Most birthmarks are harmless, but there are a few that can require treatment based on where they are located and whether they're growing.
Arin Greene, MD, MMSc, plastic surgeon, Boston Children's Hospital
When you saw that your baby had a birthmark, you may have been concerned. But rest assured that birthmarks are very common in infants—and most of them are pretty harmless.
Birthmarks are areas of discolored and/or raised skin that are apparent when your baby is born or within a few weeks of birth.
- Birthmarks are composed of pigment cells or blood vessels.
- About 10 percent of babies have a vascular birthmark.
- Most birthmarks are benign and don't require any treatment.
- If your baby has a birthmark, make an appointment with your pediatrician to have it checked out.
How Children’s Hospital Boston approaches birthmarks
Should we need to treat your child, you’re in the right place. Children’s is home to the world’s largest and most experienced Vascular Anomalies Center. When doctors anywhere in the world have questions about a child’s birthmark and how to treat it, they usually call us.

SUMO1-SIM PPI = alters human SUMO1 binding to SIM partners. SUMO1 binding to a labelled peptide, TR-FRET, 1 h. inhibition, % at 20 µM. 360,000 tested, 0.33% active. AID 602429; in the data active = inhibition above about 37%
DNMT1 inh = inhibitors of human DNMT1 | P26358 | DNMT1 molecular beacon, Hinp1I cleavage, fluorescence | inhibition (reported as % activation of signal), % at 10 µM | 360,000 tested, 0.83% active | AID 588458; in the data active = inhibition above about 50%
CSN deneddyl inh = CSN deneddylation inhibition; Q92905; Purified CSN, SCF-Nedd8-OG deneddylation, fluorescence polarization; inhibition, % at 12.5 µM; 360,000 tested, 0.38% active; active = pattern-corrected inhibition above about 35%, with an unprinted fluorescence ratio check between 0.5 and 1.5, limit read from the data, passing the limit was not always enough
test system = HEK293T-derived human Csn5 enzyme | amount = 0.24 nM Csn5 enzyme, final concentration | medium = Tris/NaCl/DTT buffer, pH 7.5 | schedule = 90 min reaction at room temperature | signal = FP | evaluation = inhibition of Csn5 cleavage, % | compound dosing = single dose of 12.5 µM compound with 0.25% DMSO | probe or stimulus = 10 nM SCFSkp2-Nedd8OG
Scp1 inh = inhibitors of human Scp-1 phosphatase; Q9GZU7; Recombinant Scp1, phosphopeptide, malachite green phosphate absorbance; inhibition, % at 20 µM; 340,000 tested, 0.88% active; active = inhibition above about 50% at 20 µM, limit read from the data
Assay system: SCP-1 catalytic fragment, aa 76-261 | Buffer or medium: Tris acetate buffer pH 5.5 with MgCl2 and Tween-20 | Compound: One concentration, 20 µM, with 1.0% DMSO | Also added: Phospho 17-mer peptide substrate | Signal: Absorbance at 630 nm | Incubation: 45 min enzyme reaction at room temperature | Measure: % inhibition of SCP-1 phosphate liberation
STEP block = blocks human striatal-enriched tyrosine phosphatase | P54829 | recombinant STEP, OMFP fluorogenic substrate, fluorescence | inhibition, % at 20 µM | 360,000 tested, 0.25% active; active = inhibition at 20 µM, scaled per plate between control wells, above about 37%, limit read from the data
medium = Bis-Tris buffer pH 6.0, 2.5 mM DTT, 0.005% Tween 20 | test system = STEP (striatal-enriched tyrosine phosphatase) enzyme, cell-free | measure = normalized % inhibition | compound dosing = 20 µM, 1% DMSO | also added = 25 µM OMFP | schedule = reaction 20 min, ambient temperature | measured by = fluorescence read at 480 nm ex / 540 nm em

Our doctors have seen and treated many kids with many different kinds of birthmarks—which means that if your child needs treatment, he'll get expert care from experienced physicians.
|Dealing emotionally with your child's birthmark|
If your child has a prominent birthmark during early infancy, you may experience a range of emotions, from disappointment to fear. Read about ways to cope with emotions you may experience, such as panic, sadness, a sense of isolation and guilt.
Birthmarks: Reviewed by Arin Greene, MD, MMSc.
© Children’s Hospital Boston, 2010